First Step: Informal Resolution with Course Faculty Member. If the student believes she/he has received an unfair course grade, she/he shall attempt to resolve the matter informally with the faculty member who assigned the grade. The faculty member shall meet with the student to consider her/his reasons for believing the final grade to be unfair. If the faculty member does not believe there is merit for a grade change, he/she notifies the student. The student may then proceed to the second step below. If the faculty member believes there is reason to change the grade, he/she completes the "Change of Grade" form, including a clear explanation of the reason for the change that is consistent with the terms of this grade appeal policy. The faculty member submits the "Change of Grade" form to the Department Chair/Program Director for approval; the Department Chair/ Program Director submits it to the CAS Dean's Office for approval. After the Dean's Office approval is received, the faculty member notifies the student of the change.
Deadlines: The student must make his/her appeal to the faculty member no later than the tenth day of instruction of the semester following the assignment of the grade under appeal. If the grade is not to be changed, the faculty member will notify the student of his/her decision within five days of instruction of their meeting. If the grade is to be changed, the faculty member submits the "Change of Grade" form to the Department Chair/Program Director within five days of instruction. The Dean's Office will notify the faculty member when the change has been processed so that the faculty member can notify the student.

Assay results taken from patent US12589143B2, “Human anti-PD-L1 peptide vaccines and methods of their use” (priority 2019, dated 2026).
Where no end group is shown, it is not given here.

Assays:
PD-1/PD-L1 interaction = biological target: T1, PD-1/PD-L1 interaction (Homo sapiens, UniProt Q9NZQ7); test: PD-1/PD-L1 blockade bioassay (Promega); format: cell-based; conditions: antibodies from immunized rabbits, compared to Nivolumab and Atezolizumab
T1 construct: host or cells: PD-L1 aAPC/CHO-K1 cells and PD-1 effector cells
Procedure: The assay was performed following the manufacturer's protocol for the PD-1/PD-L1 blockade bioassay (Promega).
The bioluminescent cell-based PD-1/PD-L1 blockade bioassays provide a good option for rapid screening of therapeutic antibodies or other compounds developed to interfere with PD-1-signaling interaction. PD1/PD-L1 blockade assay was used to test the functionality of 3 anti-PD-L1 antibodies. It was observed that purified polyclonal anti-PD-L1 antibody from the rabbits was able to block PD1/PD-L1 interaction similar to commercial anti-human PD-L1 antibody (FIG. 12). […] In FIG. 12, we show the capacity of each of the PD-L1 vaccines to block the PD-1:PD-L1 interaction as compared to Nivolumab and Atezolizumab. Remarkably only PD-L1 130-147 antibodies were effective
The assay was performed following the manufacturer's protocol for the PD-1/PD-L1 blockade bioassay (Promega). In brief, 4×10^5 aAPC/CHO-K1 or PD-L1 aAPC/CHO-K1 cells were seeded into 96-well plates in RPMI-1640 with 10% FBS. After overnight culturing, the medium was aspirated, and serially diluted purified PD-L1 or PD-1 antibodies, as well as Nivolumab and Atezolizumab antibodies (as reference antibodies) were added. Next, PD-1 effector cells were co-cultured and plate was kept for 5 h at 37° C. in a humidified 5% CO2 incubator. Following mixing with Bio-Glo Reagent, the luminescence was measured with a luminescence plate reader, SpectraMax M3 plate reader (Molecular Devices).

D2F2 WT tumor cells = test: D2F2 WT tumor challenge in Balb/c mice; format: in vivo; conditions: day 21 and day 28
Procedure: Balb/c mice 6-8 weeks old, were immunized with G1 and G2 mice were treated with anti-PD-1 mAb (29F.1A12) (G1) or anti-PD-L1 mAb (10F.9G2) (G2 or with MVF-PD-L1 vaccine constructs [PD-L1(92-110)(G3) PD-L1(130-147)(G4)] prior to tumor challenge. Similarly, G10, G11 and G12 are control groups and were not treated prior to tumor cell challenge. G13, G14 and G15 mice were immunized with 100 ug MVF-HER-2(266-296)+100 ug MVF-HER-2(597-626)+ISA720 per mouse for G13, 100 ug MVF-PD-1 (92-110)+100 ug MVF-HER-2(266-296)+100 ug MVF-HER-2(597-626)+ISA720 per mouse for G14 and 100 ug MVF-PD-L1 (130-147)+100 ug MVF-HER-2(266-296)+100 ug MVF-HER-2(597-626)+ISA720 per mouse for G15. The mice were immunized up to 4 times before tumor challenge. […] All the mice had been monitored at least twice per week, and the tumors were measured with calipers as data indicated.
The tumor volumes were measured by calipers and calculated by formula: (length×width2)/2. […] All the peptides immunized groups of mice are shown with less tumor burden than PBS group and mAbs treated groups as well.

Second Step: Informal Resolution with Department Chair/ Program Director. If, after the faculty member's notification of her/his consideration of the initial grade appeal, the student continues to believe that the grade is unfairly assigned, the student shall meet with the Chair/Director of the Department/Program in which the course was taken and explain the grounds for the student's grade appeal. The student will provide all supporting course materials. The Department Chair/ Program Director shall meet with the faculty member. If the faculty member, after discussion with the Department Chair/Program Director, agrees that the grade should be changed, she/he completes a "Change of Grade" form, including a clear explanation of the reason for the change that is consistent with the terms of this grade appeal policy. The faculty member submits the "Change of Grade" form to the Department Chair/Program Director for approval; the Department Chair/ Program Director submits it to the CAS Dean's Office for approval. If the faculty member does not agree, the student may proceed to the third step below.